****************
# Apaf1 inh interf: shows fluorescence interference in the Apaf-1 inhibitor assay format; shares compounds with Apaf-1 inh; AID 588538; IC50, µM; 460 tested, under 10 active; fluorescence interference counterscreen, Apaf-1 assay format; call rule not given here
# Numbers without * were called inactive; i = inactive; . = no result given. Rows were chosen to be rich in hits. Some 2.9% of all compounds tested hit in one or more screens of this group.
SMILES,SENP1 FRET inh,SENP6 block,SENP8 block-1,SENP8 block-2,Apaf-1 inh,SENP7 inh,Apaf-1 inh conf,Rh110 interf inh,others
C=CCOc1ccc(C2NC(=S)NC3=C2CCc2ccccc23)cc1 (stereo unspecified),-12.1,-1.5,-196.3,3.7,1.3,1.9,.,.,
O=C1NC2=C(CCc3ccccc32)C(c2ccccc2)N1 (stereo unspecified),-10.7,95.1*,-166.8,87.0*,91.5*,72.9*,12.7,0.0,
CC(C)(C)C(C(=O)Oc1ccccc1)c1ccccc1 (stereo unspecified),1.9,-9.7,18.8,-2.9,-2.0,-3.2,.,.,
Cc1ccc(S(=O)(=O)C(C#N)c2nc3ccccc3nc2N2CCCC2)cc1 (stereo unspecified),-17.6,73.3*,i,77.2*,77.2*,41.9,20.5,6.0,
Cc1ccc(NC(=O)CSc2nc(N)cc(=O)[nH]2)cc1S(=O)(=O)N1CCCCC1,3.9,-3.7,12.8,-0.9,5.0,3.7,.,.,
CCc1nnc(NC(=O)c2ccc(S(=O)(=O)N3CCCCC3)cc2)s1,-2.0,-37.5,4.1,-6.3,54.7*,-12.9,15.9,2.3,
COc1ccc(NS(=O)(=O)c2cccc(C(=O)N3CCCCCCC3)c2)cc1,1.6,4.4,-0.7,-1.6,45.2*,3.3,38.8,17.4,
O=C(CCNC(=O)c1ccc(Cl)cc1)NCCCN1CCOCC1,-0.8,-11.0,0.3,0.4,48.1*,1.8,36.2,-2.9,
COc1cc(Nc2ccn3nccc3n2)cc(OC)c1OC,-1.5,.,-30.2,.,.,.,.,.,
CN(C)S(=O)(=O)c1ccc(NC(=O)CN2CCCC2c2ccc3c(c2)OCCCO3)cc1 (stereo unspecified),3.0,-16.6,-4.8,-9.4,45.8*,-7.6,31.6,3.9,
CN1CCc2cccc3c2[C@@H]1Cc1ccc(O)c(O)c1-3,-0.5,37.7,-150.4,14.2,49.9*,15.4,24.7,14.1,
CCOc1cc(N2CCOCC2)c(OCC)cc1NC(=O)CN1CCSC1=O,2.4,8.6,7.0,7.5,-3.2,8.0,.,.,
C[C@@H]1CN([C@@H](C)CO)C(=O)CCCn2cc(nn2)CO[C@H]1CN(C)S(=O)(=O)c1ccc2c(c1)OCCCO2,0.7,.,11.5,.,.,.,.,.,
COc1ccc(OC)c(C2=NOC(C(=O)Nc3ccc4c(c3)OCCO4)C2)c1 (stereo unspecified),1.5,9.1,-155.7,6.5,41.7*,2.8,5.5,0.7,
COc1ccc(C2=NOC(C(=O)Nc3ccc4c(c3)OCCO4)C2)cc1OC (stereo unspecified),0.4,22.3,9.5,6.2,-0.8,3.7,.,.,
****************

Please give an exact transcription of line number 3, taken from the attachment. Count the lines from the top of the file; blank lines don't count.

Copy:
SMILES,SENP1 FRET inh,SENP6 block,SENP8 block-1,SENP8 block-2,Apaf-1 inh,SENP7 inh,Apaf-1 inh conf,Rh110 interf inh,others